The Game Boy Color version of Metal Gear Solid has managed to deliver a quality portable spinoff experience, bringing an alternate Snake timeline against an Outer Heaven breakout group into action, with each agent having their own specialty and a ridiculous codename that only this series has. could get away with it. Not just a fun game for practicing stealth and spy tactics inside, this version of Metal Gear Solid had an awesome storyline and plenty of bonus VR mission content to experience once the end credits are over. All this, on a single cartridge.
PokÃ©mon Gold / Silver / Crystal
Considering that Pokemon Gold and Silver are our picks for the best Pokemon game, it’s no surprise that they’ve found their place on this list. Developer Game Freak’s second effort amplified the catch ’em all nature of Pokemon Red and Blue on Game Boy while adding dozens of new pocket monsters to a world that was simply bursting with vibrant color. The Johto region was a joy to explore, the new PokÃ©mon were an eclectic mix of imaginative new designs, and once the Elite Four was beaten, the reach of PokÃ©mon Gold and Silver expanded significantly with a return to the region of Previous generation Kanto. .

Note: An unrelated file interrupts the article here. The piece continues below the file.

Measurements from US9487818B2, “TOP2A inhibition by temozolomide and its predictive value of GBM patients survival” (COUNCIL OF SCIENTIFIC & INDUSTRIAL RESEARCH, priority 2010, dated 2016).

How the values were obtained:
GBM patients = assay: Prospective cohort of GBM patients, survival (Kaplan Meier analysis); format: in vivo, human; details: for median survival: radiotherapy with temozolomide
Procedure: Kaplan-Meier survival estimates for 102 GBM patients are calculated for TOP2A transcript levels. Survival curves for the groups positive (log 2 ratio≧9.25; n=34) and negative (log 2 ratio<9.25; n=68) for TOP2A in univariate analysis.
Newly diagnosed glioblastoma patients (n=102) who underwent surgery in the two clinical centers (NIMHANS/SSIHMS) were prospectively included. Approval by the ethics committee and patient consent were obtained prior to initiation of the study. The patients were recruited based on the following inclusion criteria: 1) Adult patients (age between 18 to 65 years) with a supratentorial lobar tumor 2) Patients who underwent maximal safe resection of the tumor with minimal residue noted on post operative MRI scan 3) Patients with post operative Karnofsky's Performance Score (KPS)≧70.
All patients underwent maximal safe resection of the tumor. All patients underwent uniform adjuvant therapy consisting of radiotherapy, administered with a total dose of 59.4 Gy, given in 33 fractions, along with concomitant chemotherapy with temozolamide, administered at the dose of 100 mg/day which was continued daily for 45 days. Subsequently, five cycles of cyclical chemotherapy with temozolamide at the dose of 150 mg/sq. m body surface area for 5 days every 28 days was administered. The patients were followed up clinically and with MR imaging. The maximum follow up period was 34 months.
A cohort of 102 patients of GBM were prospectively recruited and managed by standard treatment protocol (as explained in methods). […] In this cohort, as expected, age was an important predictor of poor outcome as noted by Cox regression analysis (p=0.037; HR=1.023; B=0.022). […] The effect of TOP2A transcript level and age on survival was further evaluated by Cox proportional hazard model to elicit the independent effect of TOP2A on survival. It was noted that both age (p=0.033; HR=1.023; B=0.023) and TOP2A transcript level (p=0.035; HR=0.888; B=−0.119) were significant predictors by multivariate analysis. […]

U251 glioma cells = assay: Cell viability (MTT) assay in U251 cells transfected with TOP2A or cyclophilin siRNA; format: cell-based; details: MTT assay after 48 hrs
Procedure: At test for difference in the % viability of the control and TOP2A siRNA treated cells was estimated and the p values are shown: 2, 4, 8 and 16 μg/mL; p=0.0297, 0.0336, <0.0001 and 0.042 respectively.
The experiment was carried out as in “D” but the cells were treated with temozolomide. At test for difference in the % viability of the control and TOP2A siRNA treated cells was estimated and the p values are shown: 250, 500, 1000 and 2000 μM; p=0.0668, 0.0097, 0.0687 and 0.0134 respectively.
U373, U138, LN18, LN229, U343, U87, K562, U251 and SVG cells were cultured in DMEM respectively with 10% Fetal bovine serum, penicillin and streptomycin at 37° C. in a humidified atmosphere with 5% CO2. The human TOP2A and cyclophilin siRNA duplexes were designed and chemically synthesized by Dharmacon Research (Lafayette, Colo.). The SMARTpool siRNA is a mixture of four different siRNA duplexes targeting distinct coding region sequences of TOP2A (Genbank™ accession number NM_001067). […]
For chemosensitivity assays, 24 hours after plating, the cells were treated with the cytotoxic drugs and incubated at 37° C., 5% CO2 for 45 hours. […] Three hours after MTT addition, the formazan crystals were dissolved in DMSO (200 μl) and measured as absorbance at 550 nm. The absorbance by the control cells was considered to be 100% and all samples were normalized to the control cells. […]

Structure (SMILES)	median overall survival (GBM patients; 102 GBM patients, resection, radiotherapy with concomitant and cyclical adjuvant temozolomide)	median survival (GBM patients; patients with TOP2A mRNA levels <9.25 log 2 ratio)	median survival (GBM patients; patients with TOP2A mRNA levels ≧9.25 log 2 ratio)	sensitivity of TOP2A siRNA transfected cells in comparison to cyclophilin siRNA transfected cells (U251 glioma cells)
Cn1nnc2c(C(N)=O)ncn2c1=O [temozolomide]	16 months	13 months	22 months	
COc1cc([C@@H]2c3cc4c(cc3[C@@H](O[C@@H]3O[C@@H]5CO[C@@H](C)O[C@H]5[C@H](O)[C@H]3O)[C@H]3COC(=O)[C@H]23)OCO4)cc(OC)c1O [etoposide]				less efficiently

Pokemon Gold and Silver was unmatched value for money, delivering more than just an iterative sequel, relying heavily on its mechanics, and delivering a more ambitious title than ever before. The first generation of Pokemon games set a base model for all games that would follow in its footsteps, but the second generation of Pokemon set a high benchmark for what future sequels might aspire to.